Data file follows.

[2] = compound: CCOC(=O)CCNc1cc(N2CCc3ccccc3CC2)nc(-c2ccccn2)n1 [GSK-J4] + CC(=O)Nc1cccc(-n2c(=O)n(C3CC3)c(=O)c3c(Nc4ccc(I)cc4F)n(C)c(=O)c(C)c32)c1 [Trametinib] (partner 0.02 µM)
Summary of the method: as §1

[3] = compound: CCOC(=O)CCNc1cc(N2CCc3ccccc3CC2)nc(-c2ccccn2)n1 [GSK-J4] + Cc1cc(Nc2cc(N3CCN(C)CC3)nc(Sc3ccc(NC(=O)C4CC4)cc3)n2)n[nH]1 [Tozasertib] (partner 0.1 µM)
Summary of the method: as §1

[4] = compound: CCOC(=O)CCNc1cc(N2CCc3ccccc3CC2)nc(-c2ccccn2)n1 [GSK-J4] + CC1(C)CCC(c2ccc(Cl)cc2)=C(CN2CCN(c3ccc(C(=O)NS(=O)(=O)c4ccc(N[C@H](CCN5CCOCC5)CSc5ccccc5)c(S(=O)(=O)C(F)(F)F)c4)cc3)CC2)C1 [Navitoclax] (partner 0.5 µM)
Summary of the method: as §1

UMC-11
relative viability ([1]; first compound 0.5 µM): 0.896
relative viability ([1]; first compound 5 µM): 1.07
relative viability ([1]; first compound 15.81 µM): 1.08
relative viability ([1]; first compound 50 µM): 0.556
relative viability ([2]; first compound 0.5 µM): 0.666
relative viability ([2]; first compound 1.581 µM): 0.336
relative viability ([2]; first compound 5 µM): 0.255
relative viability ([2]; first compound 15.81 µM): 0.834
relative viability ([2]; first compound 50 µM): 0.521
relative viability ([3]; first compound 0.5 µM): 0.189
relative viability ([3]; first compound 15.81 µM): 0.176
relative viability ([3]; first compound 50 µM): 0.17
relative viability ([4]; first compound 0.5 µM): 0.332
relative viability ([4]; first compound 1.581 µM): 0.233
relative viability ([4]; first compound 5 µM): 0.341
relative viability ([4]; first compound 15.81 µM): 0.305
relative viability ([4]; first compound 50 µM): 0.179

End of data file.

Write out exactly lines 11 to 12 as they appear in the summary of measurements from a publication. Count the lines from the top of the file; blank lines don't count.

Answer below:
relative viability ([1]; first compound 50 µM): 0.556
relative viability ([2]; first compound 0.5 µM): 0.666